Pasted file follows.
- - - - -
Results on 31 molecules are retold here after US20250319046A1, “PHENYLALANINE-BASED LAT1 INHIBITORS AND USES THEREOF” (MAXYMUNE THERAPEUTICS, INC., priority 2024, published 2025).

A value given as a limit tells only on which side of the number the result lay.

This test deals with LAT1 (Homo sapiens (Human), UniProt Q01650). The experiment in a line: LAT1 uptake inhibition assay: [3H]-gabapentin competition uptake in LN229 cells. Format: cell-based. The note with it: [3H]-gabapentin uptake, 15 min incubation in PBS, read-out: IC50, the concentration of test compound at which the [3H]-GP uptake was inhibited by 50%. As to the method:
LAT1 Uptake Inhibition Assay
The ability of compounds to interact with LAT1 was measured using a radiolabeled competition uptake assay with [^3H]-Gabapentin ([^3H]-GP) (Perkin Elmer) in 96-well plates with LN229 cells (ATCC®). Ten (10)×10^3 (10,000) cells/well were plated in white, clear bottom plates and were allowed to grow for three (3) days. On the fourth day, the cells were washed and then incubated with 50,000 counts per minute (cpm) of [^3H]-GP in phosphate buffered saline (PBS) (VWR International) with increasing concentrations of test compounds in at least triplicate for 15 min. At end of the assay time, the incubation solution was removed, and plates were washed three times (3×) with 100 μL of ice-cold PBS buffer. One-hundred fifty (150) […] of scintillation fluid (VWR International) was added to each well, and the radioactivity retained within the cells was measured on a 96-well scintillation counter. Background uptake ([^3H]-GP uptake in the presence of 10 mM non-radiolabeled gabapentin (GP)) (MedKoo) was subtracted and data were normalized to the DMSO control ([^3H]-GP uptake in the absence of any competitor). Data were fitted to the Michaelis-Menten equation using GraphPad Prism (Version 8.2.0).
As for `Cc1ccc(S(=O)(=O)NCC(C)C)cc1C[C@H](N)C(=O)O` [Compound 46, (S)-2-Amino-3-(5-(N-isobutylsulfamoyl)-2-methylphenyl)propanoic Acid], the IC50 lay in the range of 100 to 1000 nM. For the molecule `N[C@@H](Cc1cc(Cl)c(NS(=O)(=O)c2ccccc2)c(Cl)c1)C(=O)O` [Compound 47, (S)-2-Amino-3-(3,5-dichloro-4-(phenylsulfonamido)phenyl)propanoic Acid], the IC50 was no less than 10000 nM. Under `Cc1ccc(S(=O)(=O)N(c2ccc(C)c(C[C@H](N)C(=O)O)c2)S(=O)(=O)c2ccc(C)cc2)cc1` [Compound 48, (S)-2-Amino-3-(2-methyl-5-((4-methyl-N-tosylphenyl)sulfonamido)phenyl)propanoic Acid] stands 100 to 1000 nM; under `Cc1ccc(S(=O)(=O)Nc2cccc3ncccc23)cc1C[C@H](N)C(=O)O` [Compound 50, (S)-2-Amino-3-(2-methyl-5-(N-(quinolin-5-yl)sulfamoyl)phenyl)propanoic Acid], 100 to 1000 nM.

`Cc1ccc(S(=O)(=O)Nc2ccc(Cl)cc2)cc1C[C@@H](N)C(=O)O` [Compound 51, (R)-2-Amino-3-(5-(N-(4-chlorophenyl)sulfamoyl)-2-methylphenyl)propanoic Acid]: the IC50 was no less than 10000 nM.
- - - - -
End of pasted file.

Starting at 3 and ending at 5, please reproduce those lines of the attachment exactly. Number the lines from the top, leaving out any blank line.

This test deals with LAT1 (Homo sapiens (Human), UniProt Q01650). The experiment in a line: LAT1 uptake inhibition assay: [3H]-gabapentin competition uptake in LN229 cells. Format: cell-based. The note with it: [3H]-gabapentin uptake, 15 min incubation in PBS, read-out: IC50, the concentration of test compound at which the [3H]-GP uptake was inhibited by 50%. As to the method:
LAT1 Uptake Inhibition Assay
The ability of compounds to interact with LAT1 was measured using a radiolabeled competition uptake assay with [^3H]-Gabapentin ([^3H]-GP) (Perkin Elmer) in 96-well plates with LN229 cells (ATCC®). Ten (10)×10^3 (10,000) cells/well were plated in white, clear bottom plates and were allowed to grow for three (3) days. On the fourth day, the cells were washed and then incubated with 50,000 counts per minute (cpm) of [^3H]-GP in phosphate buffered saline (PBS) (VWR International) with increasing concentrations of test compounds in at least triplicate for 15 min. At end of the assay time, the incubation solution was removed, and plates were washed three times (3×) with 100 μL of ice-cold PBS buffer. One-hundred fifty (150) […] of scintillation fluid (VWR International) was added to each well, and the radioactivity retained within the cells was measured on a 96-well scintillation counter. Background uptake ([^3H]-GP uptake in the presence of 10 mM non-radiolabeled gabapentin (GP)) (MedKoo) was subtracted and data were normalized to the DMSO control ([^3H]-GP uptake in the absence of any competitor). Data were fitted to the Michaelis-Menten equation using GraphPad Prism (Version 8.2.0).